Parents wait for justice for their son
THEIR SON won’t be the same again. They say his personality is different and that his body is still badly damaged two years after the horrific crash that left him brain-damaged.
Yet Paul and Priscilla Ferreira remain positive about their son Thomas’s future, and hope the criminal case resulting from the crash will help rein in the drivers of VIP vehicles, commonly referred to as “the blue-light brigade”.
The accident occurred in November 2011 when then matric pupil Ferreira was riding his motorcycle to visit his girlfriend. A car transporting controversial former Gauteng MEC Humphrey Mmemezi went through a red light at the Paardekraal intersection in Krugersdorp, colliding with Ferreira. Mmemezi was 40 minutes late for a meeting when they left the former MEC’s home, and instructed his driver, Joseph Motsamai Semitjie, to switch on the vehicle’s blue lights.
Yesterday, judgment in the case against Semitjie was postponed in the Krugersdorp Magistrate’s Court because magistrate Abdul Khan’s mother had died.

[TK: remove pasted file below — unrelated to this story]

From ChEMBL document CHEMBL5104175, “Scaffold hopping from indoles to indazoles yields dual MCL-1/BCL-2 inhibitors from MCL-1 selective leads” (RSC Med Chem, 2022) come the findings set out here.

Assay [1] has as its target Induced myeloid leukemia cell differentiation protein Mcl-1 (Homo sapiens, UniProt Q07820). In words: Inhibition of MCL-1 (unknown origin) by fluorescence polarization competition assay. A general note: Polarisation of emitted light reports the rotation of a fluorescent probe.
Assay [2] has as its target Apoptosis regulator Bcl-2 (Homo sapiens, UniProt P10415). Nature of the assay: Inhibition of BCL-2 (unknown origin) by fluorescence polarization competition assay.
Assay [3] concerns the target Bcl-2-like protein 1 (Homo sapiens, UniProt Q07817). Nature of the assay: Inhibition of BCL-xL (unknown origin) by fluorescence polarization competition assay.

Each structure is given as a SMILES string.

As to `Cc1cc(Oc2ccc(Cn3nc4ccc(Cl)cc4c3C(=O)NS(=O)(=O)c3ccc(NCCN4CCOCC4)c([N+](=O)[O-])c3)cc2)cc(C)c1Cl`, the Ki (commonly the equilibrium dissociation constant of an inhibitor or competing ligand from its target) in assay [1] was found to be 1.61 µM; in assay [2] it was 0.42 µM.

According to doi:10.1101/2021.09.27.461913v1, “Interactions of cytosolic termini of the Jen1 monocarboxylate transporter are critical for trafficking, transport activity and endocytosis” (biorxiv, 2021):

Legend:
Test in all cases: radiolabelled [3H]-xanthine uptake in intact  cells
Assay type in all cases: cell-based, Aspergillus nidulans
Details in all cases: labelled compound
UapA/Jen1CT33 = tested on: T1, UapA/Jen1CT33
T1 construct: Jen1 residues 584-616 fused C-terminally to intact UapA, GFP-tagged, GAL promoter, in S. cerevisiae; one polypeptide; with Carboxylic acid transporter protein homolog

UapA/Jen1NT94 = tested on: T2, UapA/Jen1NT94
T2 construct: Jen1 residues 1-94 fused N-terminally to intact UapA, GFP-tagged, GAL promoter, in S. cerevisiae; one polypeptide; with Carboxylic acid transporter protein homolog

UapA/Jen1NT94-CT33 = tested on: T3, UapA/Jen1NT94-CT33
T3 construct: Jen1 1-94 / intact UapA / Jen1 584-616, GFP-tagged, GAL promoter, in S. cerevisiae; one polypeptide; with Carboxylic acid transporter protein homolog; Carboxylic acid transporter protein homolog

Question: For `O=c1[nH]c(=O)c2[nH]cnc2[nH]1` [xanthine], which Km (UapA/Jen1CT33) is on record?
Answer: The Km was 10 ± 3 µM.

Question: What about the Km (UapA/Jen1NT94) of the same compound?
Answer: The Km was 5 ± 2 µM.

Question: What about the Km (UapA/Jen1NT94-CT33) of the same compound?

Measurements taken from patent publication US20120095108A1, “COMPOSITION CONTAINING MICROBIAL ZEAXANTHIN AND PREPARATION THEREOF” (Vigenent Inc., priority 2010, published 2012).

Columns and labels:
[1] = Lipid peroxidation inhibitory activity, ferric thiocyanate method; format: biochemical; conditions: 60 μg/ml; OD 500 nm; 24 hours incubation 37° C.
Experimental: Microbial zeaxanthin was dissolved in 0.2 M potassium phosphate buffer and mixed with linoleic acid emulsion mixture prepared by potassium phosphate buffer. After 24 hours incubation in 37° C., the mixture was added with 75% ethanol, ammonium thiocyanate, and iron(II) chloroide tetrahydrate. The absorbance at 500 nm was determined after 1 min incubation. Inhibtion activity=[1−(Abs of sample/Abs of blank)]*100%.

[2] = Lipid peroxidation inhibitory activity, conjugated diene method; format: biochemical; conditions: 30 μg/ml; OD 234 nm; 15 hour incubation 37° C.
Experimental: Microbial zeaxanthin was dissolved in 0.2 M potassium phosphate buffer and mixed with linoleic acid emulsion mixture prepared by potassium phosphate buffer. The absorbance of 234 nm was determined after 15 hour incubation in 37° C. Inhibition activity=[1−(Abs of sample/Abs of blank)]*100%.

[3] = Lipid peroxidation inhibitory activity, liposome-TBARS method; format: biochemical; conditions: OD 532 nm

Outside court, Ferreira’s parents said they were disappointed, but optimistic.
Ferreira requires 24-hour supervision, has to learn to read and write again, and regularly needs to visit specialists such as biokineticists and chiropractors. His eyesight has deteriorated and he suffers severe migraines. “But we’re still positive he will be able to get back into society and get a job one day,” his father said, adding that a guilty verdict could help curb recklessness by blue-light drivers.
Semitjie was charged with reckless or negligent driving, malicious damage to property, failure to assist the injured and inflicting injuries.
The parents said that their daughter was now writing matric, as Thomas Ferreira had been at the time of his accident.
“It makes you think back to that time,” Paul Ferreira said.
Judgment is on December 3.